In addition to this new Twitter account, we will be using the hashtag #GAFEhelp to also facilitate communication of any questions that may be out there.
We don’t see ourselves as experts, but just a group knowledgeable teachers wanting to help provide answers to your questions. If we don’t know an answer, we will try to help you research a solution and provide resources to help you get going in the right direction.
So if you need help with Google Apps, just tweet us @GAFEhelp and/or use the hashtag #GAFEhelp. So, How may we GAFEhelp you?
Meet the GAFEhelp Team:


Justin Birckbichler (@Mr_B_Teacher) - 4th grade teacher in Virginia. Teaches with 1:1 Chromebooks. Google for Education Certified Innovator and Trainer.
Ben Cogswell (@cogswell_ben) - TK-6th Educational Technology TOSA in Salinas, CA. Google Educator Level 1 and 2. 1:1 iPads & Dell Venues implementing GAFE in 12 schools with 380+ teachers.
Sean Fahey (@SEANJFAHEY) - 4th grade teacher in Indiana at a Google Apps for Education School. Teaches with 1:1 ChromeBooks.
Ari Flewelling (@EdTechAri) - Staff Development Specialist (Technology Integration and 1:1 Support), Google Certified Trainer & Innovator, CUE Affiliate President
Kelly Martin (@kmartintahoe) - K-8 Educational Technology and Curriculum Coordinator in South Lake Tahoe, California. Google Educator Level 1 and 2. Supports 60+ teachers in a 1:1 chromebook environment in grades 3-12.
Karly Moura (@KarlyMoura) - Instructional Coach & Educational Technology Support Teacher in California. Supports educators in a Google Apps for Education school teaching with chromebooks and ipads.

Mari Venturino (@MsVenturino) - Middle school science and AVID teacher in California. Teaches with 1:1 iPads. Google for Education Certified Trainer & Innovator.
Joe Young (@jyoung1219) - Math & STEAM Instructional Coach in Palo Alto, California. Taught 1st, 2nd, and 5th grades in a GAFE district, 1:1 iPads, 1:1 Chromebooks, and served as a tech lead teacher.

Friday, August 5, 2016

Five Things You Didn't Know About Participate Learning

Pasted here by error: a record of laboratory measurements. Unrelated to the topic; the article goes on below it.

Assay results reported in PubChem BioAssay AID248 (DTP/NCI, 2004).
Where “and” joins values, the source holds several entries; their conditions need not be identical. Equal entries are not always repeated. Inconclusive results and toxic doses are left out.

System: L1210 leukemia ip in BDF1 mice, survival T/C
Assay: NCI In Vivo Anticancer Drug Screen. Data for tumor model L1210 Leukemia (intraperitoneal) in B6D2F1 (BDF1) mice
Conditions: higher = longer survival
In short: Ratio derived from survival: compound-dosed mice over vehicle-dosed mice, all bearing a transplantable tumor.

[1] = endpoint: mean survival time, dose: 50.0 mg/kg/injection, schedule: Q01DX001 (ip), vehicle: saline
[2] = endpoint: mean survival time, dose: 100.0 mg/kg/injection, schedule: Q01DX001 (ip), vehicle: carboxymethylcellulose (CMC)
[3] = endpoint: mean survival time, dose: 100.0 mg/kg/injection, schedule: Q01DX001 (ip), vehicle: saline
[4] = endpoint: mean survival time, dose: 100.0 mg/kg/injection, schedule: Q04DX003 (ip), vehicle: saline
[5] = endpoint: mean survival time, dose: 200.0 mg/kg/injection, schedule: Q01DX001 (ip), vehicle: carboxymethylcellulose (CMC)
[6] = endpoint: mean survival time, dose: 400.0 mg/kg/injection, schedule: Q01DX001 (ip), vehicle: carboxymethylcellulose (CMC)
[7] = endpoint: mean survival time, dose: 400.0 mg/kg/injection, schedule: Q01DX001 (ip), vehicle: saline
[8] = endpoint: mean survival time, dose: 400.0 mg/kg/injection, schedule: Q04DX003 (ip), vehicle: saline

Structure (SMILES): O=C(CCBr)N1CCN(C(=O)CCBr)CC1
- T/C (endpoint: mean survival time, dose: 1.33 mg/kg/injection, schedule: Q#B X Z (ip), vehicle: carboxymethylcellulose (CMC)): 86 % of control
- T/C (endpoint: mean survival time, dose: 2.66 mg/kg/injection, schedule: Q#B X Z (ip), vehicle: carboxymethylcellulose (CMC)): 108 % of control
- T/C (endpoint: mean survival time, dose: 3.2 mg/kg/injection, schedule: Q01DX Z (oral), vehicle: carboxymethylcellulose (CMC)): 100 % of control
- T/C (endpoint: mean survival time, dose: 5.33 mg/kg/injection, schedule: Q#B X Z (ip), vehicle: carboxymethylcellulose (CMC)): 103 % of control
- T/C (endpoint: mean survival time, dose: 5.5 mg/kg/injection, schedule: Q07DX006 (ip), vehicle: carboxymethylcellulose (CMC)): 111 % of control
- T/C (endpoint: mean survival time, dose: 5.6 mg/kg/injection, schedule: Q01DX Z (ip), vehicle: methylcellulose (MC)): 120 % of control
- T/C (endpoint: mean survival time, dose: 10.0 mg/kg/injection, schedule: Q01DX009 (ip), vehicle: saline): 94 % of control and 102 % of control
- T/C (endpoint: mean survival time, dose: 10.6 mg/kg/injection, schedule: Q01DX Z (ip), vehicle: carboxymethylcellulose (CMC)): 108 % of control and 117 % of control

If you have ever been a part of a Twitter chat then you probably know that Participate Learning easily creates a transcript of the chat and will even do it for you if your chat is one that is regularly scheduled. That feature alone is what got us frustrated storify users hooked. Add in the AWESOME curated resources automatically collected during the chat and you have a chat moderator's dream come true. I recently got a chance to chat with Brad Spirrison from Participate Learning and I found out that there is a lot about Participate.com that you might not even know about!


  • There are over 10K expert-vetted resources (apps, videos, web, oer) scored and tagged for common core. You can browse resources and collections by grade, category, and of course common core.  
  • They have incredible customer service. If you are interested in capturing resources tweeted to any hashtag, not just chats, let them know. They will will create it for you. You can the capture collections/transcripts for up to 72 hours. Resources can be captured for up to 30 days before.
  • Participate Learning recently created pages for upcoming EdCamps. That means that ANY resource tweeted alongside an edcamp hashtag will be curated on Participate Learning.
  • There's an extension for that! Participate Learning has an easy to use chrome extension that makes it super easy to save online resources to Participate Learning Bookmarks, then add them to collections from your profile!
Check out Participate.com and follow them on Twitter @participatelrnFacebook or Google+There are a TON of 90-second tutorial videos available on their YouTube Channel making it an incredibly easy to use tool for finding resources, connecting and collaborating.